Guest Post: THE TRAIL OF NENABOOZHOO and Other Creation Stories


THE TRAIL OF NENABOOZHOO and Other Creation Stories by Isaac Murdoch

Reviewed by MariJo Moore (Guest post)

There is no better way to begin to know the nature of a nation than through their sacred stories. Among Indigenous peoples, traditional stories preserve tribal histories in epics, as well as keeping spirituality alive. Traditional storytelling is a greatly respected skill; the storytellers are responsible for teaching as well as entertaining. To the storyteller, remembering is an art. He or she has committed to memory knowledge of medicine, tribal laws, ceremonies, dances, and rituals assuring their existence through future generations.  Isaac Murdoch, from Serpent River First Nation located on Anishinaabek Territory on the North Shore of Lake Huron, is a gifted, dedicated storyteller.  He shares in the thoughtful foreword,  “My journey for a good story has taken me all over the Great Lakes and beyond. I have made offerings for the stories I carry and the stories told in this book and I always followed our ways using our good manners, which means we never take a story or use it without asking and we always give something for it in exchange. This is the Anishinaabek way.”

Not only are the stories purposely told in proclamation of a people who are connected deeply to their land, they are excellent teaching tools.  All are magnificently illustrated in the enduring style of Ojibway pictographs by the author and Christi Belcourt, a Michif (Métis) community based visual artist, who also edited the collection. Through the story of Nenaboozhoo, the Ojibway creator spirit, as well as other creation and sacred stories, explanation is given as to the importance of all beings – spirits, humans, animals, fishes, birds, as well as the deep respect of the land and waters.  When reading these stories, one can experience a deep knowing of spiritual interconnectedness that resides in all souls.

Although thousands of distinct Indigenous languages have been silenced forever due to pandemics of smallpox and other diseases brought by European contact, acculturation, and total annihilation, many still exist and various nations are doing their best to keep their languages alive. Some of the stories in this collection are in both English and Anishinaabemowin, which is a descriptive, experiential language that embodies a whole culture. This beautiful and opportune book is a testament to the sustainability of the Anishinaabek people.

In this fast-paced world of microchips and sound bites, stories are a way to reconnect to the spirituality of all things. Sharing stories like the ones included in this collection entices one to question, to explore one’s beliefs and actions.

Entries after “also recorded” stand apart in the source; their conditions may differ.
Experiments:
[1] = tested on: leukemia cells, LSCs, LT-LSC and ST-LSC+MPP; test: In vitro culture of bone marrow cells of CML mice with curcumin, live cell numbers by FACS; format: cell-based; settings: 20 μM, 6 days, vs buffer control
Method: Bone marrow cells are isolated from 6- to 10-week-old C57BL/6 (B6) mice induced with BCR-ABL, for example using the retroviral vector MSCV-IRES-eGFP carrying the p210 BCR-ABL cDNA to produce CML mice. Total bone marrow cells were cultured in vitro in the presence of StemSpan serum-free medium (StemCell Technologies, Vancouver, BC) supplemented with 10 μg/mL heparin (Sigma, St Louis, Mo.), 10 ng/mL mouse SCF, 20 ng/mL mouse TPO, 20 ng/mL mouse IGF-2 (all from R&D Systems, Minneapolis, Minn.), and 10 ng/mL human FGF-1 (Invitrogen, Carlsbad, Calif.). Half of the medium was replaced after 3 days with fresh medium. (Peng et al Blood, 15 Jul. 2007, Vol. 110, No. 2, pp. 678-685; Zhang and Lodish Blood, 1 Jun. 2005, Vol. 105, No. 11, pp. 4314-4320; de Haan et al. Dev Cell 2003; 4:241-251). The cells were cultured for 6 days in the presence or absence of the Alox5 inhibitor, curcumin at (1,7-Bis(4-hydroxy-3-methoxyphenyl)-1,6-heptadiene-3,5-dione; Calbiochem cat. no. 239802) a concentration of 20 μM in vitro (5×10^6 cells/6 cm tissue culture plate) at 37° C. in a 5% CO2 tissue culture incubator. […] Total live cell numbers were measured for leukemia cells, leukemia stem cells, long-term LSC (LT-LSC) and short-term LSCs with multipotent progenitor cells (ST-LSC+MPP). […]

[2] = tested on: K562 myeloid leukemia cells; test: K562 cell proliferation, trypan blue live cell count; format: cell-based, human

Isaac’s wise words tells us why he works so hard at all he does: “And so it’s with great hopes and encouragement that I offer these stories as a map to understand how to go back to the old ways. The old people always said we are going to go back to the old ways and I truly believe the time is now. We mustn’t wait.”

Sacred stories can help us to harmonize with the world, to rediscover the spirit dwelling inside ourselves that begs for a reprieve from technology. And perhaps most importantly in this day and time, to begin to see how we can help with clearing the paths for generations to come. To make sure they have decent land upon which to dwell and clean water to share.

As the last line of the book reveals, “Everything that we do now is going to matter in the future.”

I totally agree. This is a book I will share with my grandchildren. Perhaps others, regardless of nation or ethnicity, will do the same.

Isaac Murdock
Nimkii Aazhibikong

Read more about Isaac and his work on the Onaman Collective and Nimkii Aazhibikong websites.


Fiction, 143pp | Kegedonce Press | $25.00


MariJo Moore, an award winning author/poet/artist/anthologist/seer is the author of over twenty books including Bear Quotes, Crow Quotes Revisited, The Diamond Doorknob and A Book of Spiritual Wisdom- for all days. She is also editor of numerous anthologies of Indigenous writers including Genocide of the Mind: New Writings; When Spirits Visit;  and Unraveling the Spreading Cloth of Time: Indigenous Thoughts Concerning the Universe, which is  dedicated to Vine Deloria, Jr and coedited by Trace DeMeyer Hentz. Currently she is compiling a new anthology of Indigenous writers/artists titled Power of the Storm, dedicated to John Trudell. She resides in Asheville, NC. She is of Cherokee/Irish descent.

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”All the tribes say the universe is just the product of mind … It fits perfectly with the Quantum. Indians believe the universe is mind, but they explore the spiritual end of it, not the physical end.”  –Vine Deloria Jr. (from the introduction in anthology Unraveling the Spreading Cloth of Time)

TOP PHOTO book cover

FYI: Unraveling the Spreading Cloth of Time: Indigenous Thoughts Concerning the Universe, which is  dedicated to Vine Deloria, Jr and coedited by Trace DeMeyer Hentz and MariJo Moore…  MariJo put out a call for Native American writers and many responded immediately with essays, poems and stories. Forty Native writers from across the world participated and this collection is dedicated to the late literary genius Vine Deloria, Jr. who himself has a extraordinary essay about quantum physics in this book.

I just finished re-reading God is Red, a classic by the late and brilliant scholar Vine Deloria. Watch this

Read more : Unraveling


Thanks for reading. I will be posting soon xoxox Lara/Trace














  1. We come from dreams and we are made of stories. Each one of us is a story, and has her or his own story. Without a story we are just “stuff” and machine. It is the story that makes us human.

    Liked by 1 person

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